True, but the system IS kinda rigged in Autodesk’s favor. They’re not going to lose sleep either if a few disgruntled users jump ship because they can’t open old or ancient files. Being the de facto standard comes with some perks. One of them is being able to get away with that “I don’t give a shit” attitude… for a time. (Until it doesn’t work and they can’t get away with it anymore.)

You’re 100% right. It would be good business to do right by as many users as possible. From ADSK’s perspective, that’s exactly what they’re trying to do. In their minds, that’s why they’re forcing everybody to get on the same page with subscriptions. To them, spending too much time looking back is a wasted effort. Why support 20 years’ worth of versions when every subscriber is current within 2 or 3? Forcing everybody to get in the car is a whole lot easier than dragging them from the back. I’m not saying that I agree with that logic, but I understand their desire to prioritize their use of resources and maximize their profits.

I’m with you. I’d love to be able to open old files. Better backwards compatibility would be awesome, especially if you’re trying to dig up old assets to kitbash with or repurpose. Still, life isn’t so perfect. ADSK isn’t the only perpetrator here. Other developers suck like this too.


Ok, let me put this in a way that you will immediately understand: The first Avengers film was made in 2012 Marvel studios uses Maya at the core of it’s pipeline, USD was Open sourced in 2016. While everything Pixar and Lucasfilm and Disney Studio has, technology wise, was available to Marvel Studios I can guarantee you that there more then a few Maya files from that project. The only way they can churn out complete movies every year/every other year is re-using modified assets, rigs, textures etc.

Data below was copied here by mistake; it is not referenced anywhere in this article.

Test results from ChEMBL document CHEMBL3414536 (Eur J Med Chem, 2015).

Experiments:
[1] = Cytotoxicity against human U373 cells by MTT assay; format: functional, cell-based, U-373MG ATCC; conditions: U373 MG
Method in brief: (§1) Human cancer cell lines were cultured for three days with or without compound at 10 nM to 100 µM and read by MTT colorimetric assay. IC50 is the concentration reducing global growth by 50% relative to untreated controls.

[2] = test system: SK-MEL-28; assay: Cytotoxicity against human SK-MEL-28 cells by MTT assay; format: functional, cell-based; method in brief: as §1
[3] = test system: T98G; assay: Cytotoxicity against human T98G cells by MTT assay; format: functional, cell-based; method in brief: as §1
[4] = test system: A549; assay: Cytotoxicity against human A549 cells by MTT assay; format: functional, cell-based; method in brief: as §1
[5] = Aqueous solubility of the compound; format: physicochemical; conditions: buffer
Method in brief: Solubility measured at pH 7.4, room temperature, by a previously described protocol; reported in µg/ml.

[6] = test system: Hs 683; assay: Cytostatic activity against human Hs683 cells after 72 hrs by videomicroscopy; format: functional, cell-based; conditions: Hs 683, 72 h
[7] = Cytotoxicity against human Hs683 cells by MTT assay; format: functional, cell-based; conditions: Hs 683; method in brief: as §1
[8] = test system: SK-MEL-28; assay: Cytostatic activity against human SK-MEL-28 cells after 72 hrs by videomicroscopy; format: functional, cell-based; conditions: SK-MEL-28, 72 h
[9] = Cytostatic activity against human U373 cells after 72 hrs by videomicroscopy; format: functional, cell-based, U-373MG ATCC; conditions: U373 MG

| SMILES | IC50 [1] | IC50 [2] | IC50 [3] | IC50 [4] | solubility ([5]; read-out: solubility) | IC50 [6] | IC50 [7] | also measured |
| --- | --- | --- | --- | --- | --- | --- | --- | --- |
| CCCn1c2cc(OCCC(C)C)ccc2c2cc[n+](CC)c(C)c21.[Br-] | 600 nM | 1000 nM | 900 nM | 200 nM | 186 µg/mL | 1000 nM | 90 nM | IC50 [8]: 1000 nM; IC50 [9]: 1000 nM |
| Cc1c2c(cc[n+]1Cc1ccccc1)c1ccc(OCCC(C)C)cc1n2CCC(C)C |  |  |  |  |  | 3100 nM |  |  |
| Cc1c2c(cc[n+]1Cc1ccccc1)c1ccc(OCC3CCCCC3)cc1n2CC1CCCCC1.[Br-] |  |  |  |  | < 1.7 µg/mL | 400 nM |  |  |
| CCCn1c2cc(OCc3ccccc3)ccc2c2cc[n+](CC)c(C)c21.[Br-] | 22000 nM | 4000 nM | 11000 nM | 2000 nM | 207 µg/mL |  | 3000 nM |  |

Basically, I already know that what I requested exists in some form or fashion but it’s not being offered publicly because AutoDesk doesn’t want to be on the hook to have to maintain it publicly indefinitely. All I’m saying and what a lot of people know even some are unwilling to speak up about it right now is really that that’s simply not good enough.


But your example is forward compatability. Not backwards.

Older assets often work fine in newer builds. Its Visa Versa thats much harder.

Why would a film done in 2019 be done by a studio in maya 2011?
And why riddle-me-this would their older film assets from previous Avengers have assets built in Maya 2017